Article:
Europe has already pledged to help the French to rebuild their landmark. Poland has promised to send experts in historic reconstruction, Money has been pledged.
Notre Dame will rise again, bearing witness of the willingness to prevail.

Saturday, April 13, 2019

Electric Cars Are Not The Answer

The Wiener Zeitung Die Presse reports on a consumer who has been driving an electric car for just over a year and is charging it in his garage. 

The newspaper: "But just a few weeks ago, the first shock came: The network operator sent a bill for under one thousand Euros, (USD1,300) for the extra power takeout, because the family man was suspected of burdening the power grid with his electric car more than agreed. Everything is legally covered and not an isolated case, it says from the E-Control organ. "

The case is unlikely to be an isolated case - and it will not be confined to Austria. Electric cars like the Tesla can not be meaningfully used without a quick-charging device. The press has found that a fast charger takes as much power out of the grid as six houses in two to three hours". The boss of the Austrian regulation E-Control, Andreas Eigenbauer told the newspaper: "Whoever needs six times more than the average, will have to pay for it in the future." Since this problem poses world-wide, it can be assumed that the regulators in all countries are pondering similar plans. Studies from Germany show that if only 20 percent of electric cars use fast chargers, the network load will double.

Monday, April 8, 2019

April, April Does What's His Will

If I told you that we just had the most beautiful weather on Sunday and that temps rose to above 50F and that I threw off my winter-style long-johns because it was just too hot, well then you would think that spring had arrived north of the border and you would start planning your vacation in Canada. 
              Above: Weather for today, Monday April 08

Well, let me tell you, you would have different thoughts today. That is if I tell you that we have an effing snow storm going on outside. It started right after noon and it will continue through the entire night with falling temperatures. And it gets even better as we will have to "enjoy" more snow Tuesday night onto Wednesday. So much fun!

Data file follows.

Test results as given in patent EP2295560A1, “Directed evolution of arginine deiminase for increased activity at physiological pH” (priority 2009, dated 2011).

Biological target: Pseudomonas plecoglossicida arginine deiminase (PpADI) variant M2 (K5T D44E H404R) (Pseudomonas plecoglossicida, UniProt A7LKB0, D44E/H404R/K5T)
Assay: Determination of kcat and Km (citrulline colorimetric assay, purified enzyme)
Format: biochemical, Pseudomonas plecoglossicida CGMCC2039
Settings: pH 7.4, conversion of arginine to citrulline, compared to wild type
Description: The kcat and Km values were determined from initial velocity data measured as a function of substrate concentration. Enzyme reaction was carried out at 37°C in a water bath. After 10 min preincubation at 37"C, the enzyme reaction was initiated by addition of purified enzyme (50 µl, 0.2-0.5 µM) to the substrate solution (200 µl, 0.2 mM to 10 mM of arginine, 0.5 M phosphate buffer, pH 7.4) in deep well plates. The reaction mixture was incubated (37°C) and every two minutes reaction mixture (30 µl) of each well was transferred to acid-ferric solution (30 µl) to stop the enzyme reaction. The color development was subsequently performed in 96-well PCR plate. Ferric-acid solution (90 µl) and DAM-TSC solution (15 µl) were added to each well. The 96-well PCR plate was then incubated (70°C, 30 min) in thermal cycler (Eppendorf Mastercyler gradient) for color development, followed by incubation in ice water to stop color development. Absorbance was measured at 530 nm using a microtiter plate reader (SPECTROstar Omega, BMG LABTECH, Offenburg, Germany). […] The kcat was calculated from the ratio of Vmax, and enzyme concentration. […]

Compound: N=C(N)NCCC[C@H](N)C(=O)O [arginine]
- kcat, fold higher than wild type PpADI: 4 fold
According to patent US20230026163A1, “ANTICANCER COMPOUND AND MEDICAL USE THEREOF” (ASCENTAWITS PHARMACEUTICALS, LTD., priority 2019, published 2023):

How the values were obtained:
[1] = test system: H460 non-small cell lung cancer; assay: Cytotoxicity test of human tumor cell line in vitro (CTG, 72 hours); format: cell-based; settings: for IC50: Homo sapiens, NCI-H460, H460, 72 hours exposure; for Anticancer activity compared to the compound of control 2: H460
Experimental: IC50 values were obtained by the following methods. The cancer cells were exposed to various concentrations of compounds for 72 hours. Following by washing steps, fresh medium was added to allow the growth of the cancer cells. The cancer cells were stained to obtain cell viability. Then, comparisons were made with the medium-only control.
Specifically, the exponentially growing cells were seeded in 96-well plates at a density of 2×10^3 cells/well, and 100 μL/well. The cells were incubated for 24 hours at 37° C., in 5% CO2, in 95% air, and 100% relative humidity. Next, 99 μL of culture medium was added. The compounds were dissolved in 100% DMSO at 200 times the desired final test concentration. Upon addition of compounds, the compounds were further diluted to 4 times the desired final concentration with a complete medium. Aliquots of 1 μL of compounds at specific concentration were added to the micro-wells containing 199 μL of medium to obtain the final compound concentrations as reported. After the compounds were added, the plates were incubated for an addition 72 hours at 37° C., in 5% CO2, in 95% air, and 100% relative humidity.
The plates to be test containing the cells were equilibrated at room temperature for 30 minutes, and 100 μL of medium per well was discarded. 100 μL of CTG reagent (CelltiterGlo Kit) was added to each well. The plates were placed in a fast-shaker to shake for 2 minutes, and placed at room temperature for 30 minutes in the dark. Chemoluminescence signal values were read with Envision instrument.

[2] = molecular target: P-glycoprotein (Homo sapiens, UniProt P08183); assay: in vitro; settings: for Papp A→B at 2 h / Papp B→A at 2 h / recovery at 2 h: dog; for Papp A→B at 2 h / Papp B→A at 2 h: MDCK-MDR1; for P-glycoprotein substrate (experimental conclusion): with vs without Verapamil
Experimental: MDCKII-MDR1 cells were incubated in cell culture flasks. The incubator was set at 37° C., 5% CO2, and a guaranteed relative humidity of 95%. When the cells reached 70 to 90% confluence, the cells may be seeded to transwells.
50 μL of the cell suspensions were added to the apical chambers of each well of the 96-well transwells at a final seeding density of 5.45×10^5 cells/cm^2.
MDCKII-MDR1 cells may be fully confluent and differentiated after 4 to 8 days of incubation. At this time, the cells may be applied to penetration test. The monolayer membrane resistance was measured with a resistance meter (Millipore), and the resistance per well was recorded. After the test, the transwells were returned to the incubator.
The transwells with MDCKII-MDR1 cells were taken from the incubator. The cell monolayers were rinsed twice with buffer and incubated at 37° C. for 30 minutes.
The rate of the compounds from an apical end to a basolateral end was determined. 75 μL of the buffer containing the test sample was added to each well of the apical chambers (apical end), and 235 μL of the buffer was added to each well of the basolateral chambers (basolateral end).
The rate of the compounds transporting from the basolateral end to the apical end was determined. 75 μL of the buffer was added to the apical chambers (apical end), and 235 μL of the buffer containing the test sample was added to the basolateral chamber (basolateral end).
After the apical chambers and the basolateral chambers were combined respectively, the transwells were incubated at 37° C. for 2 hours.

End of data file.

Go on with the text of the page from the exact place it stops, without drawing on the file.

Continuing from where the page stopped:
Wednesday, April 3, 2019

The Truth And Nothing But The Truth! Really?

On Tuesday, during a sit-down with NATO Secretary General Jens Stoltenberg, President Donald Trump said something that wasn't true. About his own father.
"My father is German -- was German," Trump said. "Born in a very wonderful place in Germany, so I have a great feeling for Germany."
Fred Trump was, of course, born in New York City. (His father, the President's grandfather, was born in Germany.) It's an easily checkable fact, but this is at least the third time that Trump has claimed that his father was born in Germany when he, well, wasn't.
Why does he do it? Because facts have always been a fungible thing to Trump. He has, throughout his life, bent them to fit the narrative he is telling about himself. For most people, getting something factually wrong -- especially in a public setting -- is disconcerting and embarrassing. Trump doesn't have that gene. Facts are whatever he wants them to be. And they can change, depending on his own circumstances. He tells himself a story of his life in which he is always the hero, always the winner, and then repeats that story over and over again. He doesn't care if objective facts get in the way.

That is troubling, but not terribly hard to understand. What is more difficult to wrap your head around is why Trump's towering record of distortions and falsehoods seem to have zero effect on either a) his willingness to keep lying or b) how people perceive him. Those two ideas are intertwined, of course -- he lies because he feels he can do so without penalty -- and I have a few theories about the seeming total lack of concern among many people for a President who has said more than 9,000 false or misleading things in his first 802 days in office.